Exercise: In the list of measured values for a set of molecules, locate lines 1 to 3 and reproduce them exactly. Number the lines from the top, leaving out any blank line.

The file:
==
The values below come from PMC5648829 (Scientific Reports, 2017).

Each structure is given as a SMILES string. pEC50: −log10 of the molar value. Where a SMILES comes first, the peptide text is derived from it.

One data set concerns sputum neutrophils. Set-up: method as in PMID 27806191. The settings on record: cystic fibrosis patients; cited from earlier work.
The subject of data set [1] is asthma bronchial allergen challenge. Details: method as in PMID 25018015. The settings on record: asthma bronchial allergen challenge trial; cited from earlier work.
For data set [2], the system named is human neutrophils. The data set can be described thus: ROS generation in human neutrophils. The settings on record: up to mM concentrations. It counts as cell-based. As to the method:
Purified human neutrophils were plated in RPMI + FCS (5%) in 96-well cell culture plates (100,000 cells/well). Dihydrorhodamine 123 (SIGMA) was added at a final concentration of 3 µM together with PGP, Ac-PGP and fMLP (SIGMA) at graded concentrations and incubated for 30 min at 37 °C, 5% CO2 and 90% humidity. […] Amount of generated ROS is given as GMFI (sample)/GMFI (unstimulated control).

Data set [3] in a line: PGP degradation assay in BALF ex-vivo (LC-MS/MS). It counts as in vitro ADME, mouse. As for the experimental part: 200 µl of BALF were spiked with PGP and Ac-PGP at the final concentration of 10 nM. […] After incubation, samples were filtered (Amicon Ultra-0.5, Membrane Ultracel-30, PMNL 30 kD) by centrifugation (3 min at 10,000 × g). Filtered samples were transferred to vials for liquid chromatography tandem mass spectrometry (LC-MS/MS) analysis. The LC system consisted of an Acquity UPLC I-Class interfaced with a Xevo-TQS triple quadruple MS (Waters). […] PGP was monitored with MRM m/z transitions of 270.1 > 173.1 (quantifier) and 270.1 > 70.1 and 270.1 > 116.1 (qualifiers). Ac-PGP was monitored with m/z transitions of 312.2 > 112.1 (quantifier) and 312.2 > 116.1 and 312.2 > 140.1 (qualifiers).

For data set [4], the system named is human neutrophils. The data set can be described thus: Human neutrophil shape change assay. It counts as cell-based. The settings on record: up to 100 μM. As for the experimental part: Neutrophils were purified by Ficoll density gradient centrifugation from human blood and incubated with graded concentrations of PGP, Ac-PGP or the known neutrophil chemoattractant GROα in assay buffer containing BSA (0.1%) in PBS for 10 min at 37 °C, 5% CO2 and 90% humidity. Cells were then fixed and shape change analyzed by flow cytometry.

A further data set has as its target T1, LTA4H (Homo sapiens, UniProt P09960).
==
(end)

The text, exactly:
The values below come from PMC5648829 (Scientific Reports, 2017).

Each structure is given as a SMILES string. pEC50: −log10 of the molar value. Where a SMILES comes first, the peptide text is derived from it.

One data set concerns sputum neutrophils. Set-up: method as in PMID 27806191. The settings on record: cystic fibrosis patients; cited from earlier work.